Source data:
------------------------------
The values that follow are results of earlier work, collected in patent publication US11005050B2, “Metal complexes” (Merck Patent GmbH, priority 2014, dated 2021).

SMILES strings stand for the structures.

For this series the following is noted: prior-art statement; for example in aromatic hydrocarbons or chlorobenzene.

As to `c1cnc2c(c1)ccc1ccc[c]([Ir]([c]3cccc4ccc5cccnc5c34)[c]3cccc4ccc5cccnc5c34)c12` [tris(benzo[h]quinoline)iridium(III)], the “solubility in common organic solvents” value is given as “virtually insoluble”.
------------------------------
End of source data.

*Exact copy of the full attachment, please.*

The values that follow are results of earlier work, collected in patent publication US11005050B2, “Metal complexes” (Merck Patent GmbH, priority 2014, dated 2021).

SMILES strings stand for the structures.

For this series the following is noted: prior-art statement; for example in aromatic hydrocarbons or chlorobenzene.

As to `c1cnc2c(c1)ccc1ccc[c]([Ir]([c]3cccc4ccc5cccnc5c34)[c]3cccc4ccc5cccnc5c34)c12` [tris(benzo[h]quinoline)iridium(III)], the “solubility in common organic solvents” value is given as “virtually insoluble”.